Disneyland Paris

After our whirlwind day in Paris, we took a cab (not that we had much choice!) to our next stop: Disneyland Paris. This was one part winter vacation and one part Christmas present for the family.

I was skeptical of an amusement park in Europe during winter. Would we freeze? (not really). Would there be crowds? (yes – some). Would there be lines? (usually).

The weather was chilly and occasionally wet, but not enough to cause problems. With a fleece, outer shell, and winter hat we were fine. I thought the park was quite busy given we were there midweek, when most kids were still in school. A few of the rides had no lines, whereas others could have lines up to an hour. That said you could see the infrastructure to hold far, far more people (space for queuing not being used, restaurants completely closed). I wouldn’t want to see it in August. On the whole we waited less than you would in Orlando at pretty much anytime, despite some waits of 60-75 minutes for prime rides.

Main Street USA

We couldn’t help but compare Disneyland Paris with Disney World (Orlando) where we’ve been in the past. The obvious difference is Paris is a much smaller resort, with 2 parks (right next to each other) and only 5 (?) hotels. There is a huge expansion planned, but for now it’s fairly small.

The Pirates of the Caribbean ride in Paris is fantastic, and hosts a themed restaurant inside the ride where you can watch the boats go by. One look at the prices though, and we realized we’d have to anchor elsewhere for lunch. The Small World ride is not quite as tired as the one in Orlando, and since it starts outdoors your boat might be escorted through by a family of ducks (note: they did not quack in French). It also has displays for the US and Canada, which is different. The kids had a blast riding the Big Thunder Mountain roller coaster, which is better and longer than the one in Orlando. We also enjoyed the Star Wars-themed Hyperspace Mountain coaster, despite the fact that it is a completely half-assed rebranding of an existing roller coaster that was more steampunk than Star Wars.

Part of the US in it’s a small world (also Hollywood and some sports scenes)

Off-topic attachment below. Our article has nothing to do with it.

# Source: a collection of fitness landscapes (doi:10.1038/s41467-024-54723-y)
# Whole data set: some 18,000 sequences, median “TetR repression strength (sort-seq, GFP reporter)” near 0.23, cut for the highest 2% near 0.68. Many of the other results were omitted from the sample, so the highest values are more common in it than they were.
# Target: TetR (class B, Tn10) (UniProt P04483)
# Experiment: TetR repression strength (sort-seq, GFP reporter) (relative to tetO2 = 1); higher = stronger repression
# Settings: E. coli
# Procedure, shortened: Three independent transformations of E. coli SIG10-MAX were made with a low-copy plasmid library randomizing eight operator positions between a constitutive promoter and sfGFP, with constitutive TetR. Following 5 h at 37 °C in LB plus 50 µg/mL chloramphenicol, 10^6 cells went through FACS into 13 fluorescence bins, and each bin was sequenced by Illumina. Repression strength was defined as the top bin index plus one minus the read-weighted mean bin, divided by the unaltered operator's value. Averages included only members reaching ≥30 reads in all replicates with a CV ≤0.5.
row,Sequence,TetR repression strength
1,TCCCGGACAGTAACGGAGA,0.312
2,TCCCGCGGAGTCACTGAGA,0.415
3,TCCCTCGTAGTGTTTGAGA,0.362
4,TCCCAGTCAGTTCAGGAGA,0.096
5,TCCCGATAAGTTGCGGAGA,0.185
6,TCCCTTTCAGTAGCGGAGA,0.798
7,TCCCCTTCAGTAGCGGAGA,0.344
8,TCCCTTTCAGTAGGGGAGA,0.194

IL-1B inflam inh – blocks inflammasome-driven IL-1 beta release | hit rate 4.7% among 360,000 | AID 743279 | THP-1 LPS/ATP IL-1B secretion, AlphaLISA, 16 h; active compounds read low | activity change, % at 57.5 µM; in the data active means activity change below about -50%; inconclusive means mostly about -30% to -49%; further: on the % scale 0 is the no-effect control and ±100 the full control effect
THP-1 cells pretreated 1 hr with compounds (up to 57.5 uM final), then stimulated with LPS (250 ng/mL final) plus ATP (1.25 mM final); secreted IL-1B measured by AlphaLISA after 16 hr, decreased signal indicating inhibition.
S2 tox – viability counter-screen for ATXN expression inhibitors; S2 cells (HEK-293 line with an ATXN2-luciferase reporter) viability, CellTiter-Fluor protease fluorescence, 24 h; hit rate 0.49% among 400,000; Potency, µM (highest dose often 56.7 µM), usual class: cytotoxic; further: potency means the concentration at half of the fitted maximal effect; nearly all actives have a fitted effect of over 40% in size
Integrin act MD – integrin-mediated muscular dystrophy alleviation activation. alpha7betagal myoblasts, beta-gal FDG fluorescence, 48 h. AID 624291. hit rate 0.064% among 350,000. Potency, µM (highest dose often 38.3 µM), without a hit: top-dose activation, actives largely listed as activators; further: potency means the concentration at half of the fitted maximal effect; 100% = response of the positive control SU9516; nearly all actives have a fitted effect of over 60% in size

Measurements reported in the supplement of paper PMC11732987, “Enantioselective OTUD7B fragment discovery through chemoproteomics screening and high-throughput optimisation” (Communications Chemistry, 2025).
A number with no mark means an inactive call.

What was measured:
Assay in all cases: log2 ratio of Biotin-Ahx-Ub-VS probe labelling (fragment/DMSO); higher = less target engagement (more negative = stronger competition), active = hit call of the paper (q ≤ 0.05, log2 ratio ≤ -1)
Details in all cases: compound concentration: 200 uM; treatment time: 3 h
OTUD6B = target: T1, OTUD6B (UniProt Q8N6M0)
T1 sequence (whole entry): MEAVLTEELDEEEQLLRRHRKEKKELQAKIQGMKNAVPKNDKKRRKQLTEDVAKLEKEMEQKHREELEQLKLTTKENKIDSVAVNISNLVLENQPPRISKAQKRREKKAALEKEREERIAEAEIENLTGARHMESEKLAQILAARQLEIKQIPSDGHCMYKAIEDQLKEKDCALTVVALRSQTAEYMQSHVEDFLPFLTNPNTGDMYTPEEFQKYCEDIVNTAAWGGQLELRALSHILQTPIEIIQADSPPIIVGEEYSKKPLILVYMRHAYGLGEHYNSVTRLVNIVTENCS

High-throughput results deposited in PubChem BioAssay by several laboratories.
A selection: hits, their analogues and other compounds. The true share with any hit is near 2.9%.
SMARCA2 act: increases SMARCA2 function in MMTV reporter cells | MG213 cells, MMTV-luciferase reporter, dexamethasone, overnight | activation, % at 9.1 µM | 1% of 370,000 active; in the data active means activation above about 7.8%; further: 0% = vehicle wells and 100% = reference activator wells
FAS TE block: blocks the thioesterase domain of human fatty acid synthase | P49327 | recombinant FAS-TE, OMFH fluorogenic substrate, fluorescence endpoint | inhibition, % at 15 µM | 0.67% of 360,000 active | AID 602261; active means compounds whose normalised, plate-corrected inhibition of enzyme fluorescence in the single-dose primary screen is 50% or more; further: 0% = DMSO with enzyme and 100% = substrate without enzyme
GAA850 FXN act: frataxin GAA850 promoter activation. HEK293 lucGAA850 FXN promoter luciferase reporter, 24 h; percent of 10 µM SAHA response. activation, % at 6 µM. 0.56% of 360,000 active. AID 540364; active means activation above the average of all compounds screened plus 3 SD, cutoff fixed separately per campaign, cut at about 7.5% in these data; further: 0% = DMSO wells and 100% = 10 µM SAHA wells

Big thunder mountain

Another observation – there was nothing to eat! Most of the food stalls throughout the park were closed despite the fact the park was busy. The food stalls that were open, were grossly understaffed resulting in long lines. Don’t think that would fly at the US parks. You felt you had to search to find anything more than the lonely bag of chips they sold at every gift shop.

View from castle of fantasyland

Overall, the rides were fewer in total, but as good or better than Orlando. However the service was worse and it lacked some of the polish and magic. Snack bars were slow, we saw some shift turnover confusion and delays on one ride, as well. It is also far behind technologically. Fast passes are the “old” system of getting little pieces of paper at the ride. We had to wait, no joke, 45 minutes to check into our hotel with 5 attendants. Last time we stayed on property in Orlando (4 years ago) we could go straight to our room without even talking to the front desk. (For those that don’t know, you get bracelets in the mail that work as a room key, ticket and if desired, a credit card). You get an email the day of check-in with a map to your room. The Paris Disney phone app with map was poorly designed as well. Also unusual- no on site photographers! They have automatic shots on key rides but no roving photographers.

Overall it was a fun couple of days and a fantastic memory.

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